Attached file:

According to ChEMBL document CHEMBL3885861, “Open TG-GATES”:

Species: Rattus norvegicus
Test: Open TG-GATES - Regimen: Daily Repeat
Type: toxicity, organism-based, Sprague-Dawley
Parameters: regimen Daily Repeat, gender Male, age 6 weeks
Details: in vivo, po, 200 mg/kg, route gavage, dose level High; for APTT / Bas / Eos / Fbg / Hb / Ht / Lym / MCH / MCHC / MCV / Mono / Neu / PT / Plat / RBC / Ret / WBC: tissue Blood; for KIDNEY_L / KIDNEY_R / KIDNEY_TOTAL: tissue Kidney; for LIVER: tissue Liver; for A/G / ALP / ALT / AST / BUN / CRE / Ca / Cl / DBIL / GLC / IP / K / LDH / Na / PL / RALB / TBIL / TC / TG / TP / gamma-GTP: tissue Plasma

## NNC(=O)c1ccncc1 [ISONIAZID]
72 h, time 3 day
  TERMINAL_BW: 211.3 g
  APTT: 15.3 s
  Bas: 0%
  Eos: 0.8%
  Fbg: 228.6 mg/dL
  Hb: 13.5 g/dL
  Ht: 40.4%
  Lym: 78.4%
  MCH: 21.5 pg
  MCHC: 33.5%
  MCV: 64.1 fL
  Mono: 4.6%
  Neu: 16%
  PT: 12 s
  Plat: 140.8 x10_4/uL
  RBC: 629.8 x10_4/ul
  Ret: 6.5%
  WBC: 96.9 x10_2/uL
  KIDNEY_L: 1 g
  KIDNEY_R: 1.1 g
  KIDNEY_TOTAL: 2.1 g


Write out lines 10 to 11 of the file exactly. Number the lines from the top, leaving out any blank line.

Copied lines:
  APTT: 15.3 s
  Bas: 0%